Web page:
The goals of aspect oriented software development (AOSD) and frameworks for configurable protocols (CPs) are similar in many respects. AOSD allows the specification of crosscutting concerns called aspects as separate modules that are woven with the base program as needed. CPs are oriented towards building protocols or services with different quality of service (QoS) properties and attributes out of collections of independent modules, with each configuration customizing the service for a given application and execution environment. As AOSD evolves to address issues in areas such as middleware, operating systems, and distributed computing that have traditionally been the domain of CPs, lessons learned from the development of these frameworks could be useful. The purpose of this paper is to draw parallels between AOSD and CP frameworks, with a specific focus on the Cactus framework and how it compares and contrasts with the aspect-oriented paradigm.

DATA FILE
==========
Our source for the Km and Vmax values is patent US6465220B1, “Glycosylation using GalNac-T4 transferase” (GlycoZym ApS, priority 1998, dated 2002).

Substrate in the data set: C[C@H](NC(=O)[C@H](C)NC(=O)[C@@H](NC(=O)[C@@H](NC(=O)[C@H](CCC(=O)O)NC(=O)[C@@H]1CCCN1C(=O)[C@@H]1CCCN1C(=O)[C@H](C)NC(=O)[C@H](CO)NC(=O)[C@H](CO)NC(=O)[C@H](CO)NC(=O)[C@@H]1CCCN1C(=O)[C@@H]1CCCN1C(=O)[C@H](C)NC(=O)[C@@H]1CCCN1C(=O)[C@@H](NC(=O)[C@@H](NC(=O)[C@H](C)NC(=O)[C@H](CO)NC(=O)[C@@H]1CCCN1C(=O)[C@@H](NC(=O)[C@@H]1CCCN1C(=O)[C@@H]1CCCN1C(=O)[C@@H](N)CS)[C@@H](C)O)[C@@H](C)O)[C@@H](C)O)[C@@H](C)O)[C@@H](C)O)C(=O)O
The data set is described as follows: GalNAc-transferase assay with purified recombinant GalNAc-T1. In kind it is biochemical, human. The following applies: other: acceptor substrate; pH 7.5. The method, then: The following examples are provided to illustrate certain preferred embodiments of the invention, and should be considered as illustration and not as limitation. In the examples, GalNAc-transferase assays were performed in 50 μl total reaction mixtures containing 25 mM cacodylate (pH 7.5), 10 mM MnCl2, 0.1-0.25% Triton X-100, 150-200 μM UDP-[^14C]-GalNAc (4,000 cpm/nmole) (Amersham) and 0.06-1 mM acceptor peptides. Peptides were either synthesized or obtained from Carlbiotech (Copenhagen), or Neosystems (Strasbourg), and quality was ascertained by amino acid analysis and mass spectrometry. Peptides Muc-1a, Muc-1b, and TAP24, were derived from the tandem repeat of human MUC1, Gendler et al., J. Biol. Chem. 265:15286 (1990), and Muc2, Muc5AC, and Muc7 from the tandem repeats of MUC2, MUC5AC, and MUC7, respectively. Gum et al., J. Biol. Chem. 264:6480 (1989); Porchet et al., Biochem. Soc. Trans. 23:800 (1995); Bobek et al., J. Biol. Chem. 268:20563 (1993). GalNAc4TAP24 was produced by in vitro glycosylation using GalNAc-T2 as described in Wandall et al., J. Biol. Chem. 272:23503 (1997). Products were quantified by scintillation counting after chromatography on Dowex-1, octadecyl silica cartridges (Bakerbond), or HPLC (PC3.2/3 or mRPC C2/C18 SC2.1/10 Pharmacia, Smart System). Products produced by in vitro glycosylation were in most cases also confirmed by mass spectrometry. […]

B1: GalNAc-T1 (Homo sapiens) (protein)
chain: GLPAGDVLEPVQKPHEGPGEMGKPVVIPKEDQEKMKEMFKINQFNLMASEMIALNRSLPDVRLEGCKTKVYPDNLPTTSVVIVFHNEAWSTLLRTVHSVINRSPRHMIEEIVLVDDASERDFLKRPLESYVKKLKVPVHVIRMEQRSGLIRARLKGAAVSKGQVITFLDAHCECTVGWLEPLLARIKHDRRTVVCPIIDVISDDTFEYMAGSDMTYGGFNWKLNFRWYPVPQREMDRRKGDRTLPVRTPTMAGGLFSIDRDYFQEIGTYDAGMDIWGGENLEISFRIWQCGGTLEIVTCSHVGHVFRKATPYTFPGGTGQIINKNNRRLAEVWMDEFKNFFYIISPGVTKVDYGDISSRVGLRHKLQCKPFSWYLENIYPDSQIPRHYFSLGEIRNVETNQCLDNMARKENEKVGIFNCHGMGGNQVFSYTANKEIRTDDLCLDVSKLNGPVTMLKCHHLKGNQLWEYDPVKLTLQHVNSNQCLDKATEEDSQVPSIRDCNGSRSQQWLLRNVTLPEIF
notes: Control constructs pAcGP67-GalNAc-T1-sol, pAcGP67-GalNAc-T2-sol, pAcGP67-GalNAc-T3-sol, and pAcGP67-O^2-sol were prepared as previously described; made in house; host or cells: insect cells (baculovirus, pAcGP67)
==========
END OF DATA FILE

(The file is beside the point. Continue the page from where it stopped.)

ACM Copyright Notice: © ACM, 2006. This is the author's version of the work. It is posted here by permission of ACM for your personal use. Not for redistribution. The definitive version was published in the Proceedings of the 5th International Conference on Aspect-Oriented Software Development, March 20-24 2006, Bonn Germany.complete documentdoi:http://doi.org/10.1145/1119655.1119669 (publisher's link)